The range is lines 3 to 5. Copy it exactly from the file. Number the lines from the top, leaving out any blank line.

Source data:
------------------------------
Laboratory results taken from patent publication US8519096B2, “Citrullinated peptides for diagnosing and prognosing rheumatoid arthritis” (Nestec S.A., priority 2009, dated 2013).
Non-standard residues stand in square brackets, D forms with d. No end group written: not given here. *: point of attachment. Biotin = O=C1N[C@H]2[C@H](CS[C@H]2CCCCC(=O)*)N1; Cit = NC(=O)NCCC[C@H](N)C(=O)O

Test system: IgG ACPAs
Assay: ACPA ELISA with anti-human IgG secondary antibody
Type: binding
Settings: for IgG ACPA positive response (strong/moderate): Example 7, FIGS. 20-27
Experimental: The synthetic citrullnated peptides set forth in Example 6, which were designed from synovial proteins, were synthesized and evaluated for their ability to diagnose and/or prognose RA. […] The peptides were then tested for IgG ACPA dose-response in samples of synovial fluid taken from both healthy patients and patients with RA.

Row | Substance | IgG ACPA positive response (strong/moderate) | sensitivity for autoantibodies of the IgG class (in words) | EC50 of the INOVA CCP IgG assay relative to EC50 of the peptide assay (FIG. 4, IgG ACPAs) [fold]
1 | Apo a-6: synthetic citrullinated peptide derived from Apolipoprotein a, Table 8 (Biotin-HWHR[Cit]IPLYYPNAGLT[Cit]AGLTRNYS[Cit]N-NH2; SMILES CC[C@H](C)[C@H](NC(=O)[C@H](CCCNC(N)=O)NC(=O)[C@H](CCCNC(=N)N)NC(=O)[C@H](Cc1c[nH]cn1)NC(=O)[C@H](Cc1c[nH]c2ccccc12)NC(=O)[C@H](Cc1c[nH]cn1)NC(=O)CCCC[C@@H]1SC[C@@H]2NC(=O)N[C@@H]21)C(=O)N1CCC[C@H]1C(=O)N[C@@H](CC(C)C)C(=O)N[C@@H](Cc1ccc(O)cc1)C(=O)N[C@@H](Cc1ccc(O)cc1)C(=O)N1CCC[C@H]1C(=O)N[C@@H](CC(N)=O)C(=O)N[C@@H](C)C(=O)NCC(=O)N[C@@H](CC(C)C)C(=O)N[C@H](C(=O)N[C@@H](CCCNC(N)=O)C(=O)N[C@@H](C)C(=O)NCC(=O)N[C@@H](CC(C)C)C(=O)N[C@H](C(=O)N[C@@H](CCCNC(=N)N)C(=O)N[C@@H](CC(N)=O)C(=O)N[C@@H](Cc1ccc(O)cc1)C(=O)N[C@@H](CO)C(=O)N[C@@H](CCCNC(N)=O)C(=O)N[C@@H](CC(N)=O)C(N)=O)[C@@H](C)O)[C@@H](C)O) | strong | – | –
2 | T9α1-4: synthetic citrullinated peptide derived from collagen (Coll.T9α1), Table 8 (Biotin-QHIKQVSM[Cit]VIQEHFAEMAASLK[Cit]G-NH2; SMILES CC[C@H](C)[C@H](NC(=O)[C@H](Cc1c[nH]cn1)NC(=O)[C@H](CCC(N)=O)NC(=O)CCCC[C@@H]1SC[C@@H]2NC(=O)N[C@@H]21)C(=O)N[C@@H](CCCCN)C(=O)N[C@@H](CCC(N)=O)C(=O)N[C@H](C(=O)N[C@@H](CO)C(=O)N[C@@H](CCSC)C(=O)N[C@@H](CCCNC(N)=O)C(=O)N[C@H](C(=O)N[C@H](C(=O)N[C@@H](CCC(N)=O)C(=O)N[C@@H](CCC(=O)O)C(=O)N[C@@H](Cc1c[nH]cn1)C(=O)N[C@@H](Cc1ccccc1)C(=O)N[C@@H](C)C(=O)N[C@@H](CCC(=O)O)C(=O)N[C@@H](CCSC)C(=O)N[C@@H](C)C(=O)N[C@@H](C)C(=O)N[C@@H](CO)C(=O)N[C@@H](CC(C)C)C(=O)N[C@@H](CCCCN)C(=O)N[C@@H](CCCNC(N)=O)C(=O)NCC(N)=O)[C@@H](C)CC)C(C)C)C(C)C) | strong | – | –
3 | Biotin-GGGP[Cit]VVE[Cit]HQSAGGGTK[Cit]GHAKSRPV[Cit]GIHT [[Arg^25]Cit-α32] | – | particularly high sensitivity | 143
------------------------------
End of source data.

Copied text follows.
Test system: IgG ACPAs
Assay: ACPA ELISA with anti-human IgG secondary antibody
Type: binding